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by: Gary Regan
October, 2003
 
Clarkson Potter
Historical, Recipes, Training,
A truly unique guide to the art of the cocktail, one that spends more time investigating the structure of a well made drink then simply regurgitating yet another recipe for one.
In 1862, Jerry Thomas published the very first book of recipes for bartenders. It was a smashing success, and was followed soon afterwards with not only multiple reprints, but with countless authors of copycat attempts to cash in on this new book classification. But Mr. Thomas had already beat them all to the punch, his was the first, for many decades, all of the rest would simply be "me too" collections of countless recipes. Honestly, Mr. Thomas's book really wasn't a great book; it showed little in the way of insight or culinary genius. It didn't really explain what constituted a great mixed drink, or a great bartender for that matter. But it was the first, and for that reason it was a groundbreaking book that is remembered and cherished to this day.

Over the years that followed, there have been a few books of note that have come out and broken the mold set forth by Mr. Thomas. Two that perhaps come most readily to mind are "The Gentleman's Companion" by Charles Baker (Currently in reprint under the title "Jigger, Beaker, & Glass"), which presented more of a literary travelogue adventure to follow Mr. Baker's journey's around the world and how he would encounter various libations along the way. The other is "The Fine Art of Mixing Drinks" by David Embury, in which a non-bartender painstakingly takes us through a firm collection of classic cocktails and carefully discusses his own opinions on how to make each of them in the best form possible.

These days it seems that the main reason to purchase yet another cocktail book is simply to make sure that you have at your disposal whatever the latest and trendiest recipes might be. Most of the available books are little more then just a rehash of what has come before. However, in The Joy of Mixology Gary Regan breaks that mold and presents us with a very enlightening examination that focuses more on "what" a cocktail is as opposed to simply providing us with a stale and well worn recipe for how to make one.

To set the groundwork for his investigation, Mr. Regan starts out with an extremely thorough treatment on the history and evolution of cocktails and mixed drinks. After quickly brushing aside the oft-asked question regarding the origins of the word "cocktail", he dives into the real meat of the matter, which is as to how the concept and construction of the cocktail evolved over the last two hundred years.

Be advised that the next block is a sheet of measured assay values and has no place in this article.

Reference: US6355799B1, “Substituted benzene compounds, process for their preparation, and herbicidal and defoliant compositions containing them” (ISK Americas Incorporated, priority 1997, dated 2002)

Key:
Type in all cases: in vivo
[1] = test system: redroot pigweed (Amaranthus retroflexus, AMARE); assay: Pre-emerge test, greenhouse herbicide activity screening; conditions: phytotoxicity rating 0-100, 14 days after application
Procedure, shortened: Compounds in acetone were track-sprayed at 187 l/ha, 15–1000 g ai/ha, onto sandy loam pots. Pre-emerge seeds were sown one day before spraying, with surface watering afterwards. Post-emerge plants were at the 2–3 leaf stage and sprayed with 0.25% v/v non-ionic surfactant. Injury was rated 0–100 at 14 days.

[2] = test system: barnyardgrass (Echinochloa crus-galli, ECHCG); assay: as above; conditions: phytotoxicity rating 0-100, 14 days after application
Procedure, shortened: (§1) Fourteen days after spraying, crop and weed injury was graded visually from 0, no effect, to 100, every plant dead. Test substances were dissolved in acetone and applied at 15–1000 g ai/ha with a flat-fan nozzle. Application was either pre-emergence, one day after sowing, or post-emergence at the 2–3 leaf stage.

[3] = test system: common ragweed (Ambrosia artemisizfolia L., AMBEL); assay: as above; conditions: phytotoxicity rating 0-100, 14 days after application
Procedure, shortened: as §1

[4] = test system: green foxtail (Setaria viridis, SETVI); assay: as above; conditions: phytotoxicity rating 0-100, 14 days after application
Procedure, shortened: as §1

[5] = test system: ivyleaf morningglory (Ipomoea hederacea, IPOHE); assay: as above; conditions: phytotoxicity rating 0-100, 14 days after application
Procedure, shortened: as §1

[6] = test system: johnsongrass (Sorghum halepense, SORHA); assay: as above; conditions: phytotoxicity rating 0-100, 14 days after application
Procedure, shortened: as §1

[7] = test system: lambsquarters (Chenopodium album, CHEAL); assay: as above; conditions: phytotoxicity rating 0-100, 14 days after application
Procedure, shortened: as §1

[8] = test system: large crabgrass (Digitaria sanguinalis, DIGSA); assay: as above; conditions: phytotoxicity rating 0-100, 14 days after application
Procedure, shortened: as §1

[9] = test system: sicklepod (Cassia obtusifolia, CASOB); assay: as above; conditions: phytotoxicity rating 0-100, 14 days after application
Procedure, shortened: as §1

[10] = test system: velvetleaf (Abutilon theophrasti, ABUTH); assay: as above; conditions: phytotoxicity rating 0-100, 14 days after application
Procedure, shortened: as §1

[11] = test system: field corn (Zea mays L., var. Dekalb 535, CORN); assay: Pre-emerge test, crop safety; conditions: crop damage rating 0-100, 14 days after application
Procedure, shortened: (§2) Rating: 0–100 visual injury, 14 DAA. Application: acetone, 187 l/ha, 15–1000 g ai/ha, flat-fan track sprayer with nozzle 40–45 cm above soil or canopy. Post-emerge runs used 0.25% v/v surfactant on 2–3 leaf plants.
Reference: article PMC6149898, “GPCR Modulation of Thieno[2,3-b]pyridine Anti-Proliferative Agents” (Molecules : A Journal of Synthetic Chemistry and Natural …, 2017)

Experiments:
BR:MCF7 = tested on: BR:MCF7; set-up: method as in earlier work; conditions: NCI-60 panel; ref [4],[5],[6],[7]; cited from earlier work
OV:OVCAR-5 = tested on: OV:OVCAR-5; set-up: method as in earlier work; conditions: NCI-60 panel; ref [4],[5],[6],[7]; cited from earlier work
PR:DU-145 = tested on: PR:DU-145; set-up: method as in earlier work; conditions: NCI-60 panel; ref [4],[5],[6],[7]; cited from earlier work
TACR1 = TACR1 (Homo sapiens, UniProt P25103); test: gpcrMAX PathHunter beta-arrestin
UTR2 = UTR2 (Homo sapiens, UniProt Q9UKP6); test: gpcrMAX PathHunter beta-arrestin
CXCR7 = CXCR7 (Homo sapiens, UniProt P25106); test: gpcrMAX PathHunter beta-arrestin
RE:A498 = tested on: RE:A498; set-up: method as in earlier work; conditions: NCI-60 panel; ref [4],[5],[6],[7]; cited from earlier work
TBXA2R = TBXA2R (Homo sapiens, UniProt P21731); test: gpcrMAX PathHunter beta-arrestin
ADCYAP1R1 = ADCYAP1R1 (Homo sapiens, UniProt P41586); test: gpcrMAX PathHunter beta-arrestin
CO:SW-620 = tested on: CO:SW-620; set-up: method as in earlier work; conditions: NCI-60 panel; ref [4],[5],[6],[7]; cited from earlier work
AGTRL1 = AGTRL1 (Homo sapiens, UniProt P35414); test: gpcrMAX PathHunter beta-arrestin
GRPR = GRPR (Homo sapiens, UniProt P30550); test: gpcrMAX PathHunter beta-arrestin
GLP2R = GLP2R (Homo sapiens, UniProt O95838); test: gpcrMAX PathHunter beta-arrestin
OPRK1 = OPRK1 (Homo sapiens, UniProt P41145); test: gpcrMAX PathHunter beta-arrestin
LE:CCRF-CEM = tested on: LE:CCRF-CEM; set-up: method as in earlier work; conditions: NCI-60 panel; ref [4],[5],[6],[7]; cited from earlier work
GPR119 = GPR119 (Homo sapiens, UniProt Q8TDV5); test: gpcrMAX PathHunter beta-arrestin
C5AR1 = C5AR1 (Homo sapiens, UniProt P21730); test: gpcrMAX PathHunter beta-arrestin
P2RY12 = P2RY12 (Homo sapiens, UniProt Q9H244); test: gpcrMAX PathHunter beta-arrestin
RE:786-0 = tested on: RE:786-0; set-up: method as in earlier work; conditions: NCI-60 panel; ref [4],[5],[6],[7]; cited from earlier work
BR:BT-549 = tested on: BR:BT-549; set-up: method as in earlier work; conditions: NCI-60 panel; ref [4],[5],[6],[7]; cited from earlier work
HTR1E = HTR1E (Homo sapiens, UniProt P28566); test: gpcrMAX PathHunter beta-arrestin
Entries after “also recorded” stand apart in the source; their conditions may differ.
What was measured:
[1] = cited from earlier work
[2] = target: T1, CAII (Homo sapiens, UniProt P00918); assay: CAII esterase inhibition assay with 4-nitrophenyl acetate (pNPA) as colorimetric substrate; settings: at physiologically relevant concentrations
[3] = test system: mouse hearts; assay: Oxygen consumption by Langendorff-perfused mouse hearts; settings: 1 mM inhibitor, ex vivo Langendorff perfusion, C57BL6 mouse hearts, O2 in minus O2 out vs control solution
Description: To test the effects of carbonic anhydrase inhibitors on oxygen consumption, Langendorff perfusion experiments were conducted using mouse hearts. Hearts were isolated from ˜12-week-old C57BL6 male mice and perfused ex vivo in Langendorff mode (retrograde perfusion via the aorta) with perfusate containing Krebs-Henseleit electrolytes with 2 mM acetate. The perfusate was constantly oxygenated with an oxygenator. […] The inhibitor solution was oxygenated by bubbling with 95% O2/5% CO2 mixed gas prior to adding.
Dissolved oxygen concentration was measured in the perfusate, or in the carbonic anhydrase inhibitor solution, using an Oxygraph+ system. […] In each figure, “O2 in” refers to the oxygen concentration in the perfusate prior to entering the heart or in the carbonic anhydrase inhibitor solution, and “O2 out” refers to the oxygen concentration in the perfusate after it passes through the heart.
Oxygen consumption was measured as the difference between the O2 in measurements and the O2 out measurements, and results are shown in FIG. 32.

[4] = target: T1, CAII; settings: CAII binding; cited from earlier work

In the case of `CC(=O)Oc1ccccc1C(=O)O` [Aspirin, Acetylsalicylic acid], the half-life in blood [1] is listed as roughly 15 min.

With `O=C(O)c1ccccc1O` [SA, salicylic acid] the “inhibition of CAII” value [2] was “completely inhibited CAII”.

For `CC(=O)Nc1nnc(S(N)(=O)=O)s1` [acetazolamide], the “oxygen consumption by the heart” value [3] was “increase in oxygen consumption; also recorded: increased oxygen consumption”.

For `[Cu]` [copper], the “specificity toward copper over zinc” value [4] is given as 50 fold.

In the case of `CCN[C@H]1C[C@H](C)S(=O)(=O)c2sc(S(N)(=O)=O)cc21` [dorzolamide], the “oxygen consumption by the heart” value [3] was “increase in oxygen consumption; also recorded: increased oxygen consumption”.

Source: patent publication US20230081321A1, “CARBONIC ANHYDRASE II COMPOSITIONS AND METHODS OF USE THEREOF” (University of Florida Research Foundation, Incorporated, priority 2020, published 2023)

The broad and scattered history of the cocktail is important to understand, because it then later plays a role in helping to better understand one of the first true classifications of cocktails that has ever been seen in print. While most modern bartenders might simply break things down into Martinis, Sours, and Highballs (and few probably think things through even that far), Mr. Regan outlines a structure that includes no fewer then 26 different categories, including four different ones for sours.

While what might at first appear to be a meager collection of around 350 different recipes, upon closer examination you will find that by truly understanding these recipes, and the categories in which they belong, you will be able to produce for yourself drinks of higher caliber and quality then you can find elsewhere. You'll also find that by understanding these recipes, you will be well prepared to quickly master any new recipes that you might encounter from other sources.

The Joy of Mixology also includes chapters which details some of the philosophies of how to be a really great bartender as well as many of the basic principles and processes for how to properly approach and achieve the elusive "balance" of a well crafted drink.

As useful as the occasional "Wad-O-Recipes" books might be to add to our libraries, it is indeed heartening to see something like The Joy of Mixology, which can help both the budding, and experienced mixologist better understand and appreciate the art of a well crafted cocktail.

To learn more about what Gary Regan, and his wife Mardee are up to these days, you can stop by their website at http://www.ArdentSpirits.com

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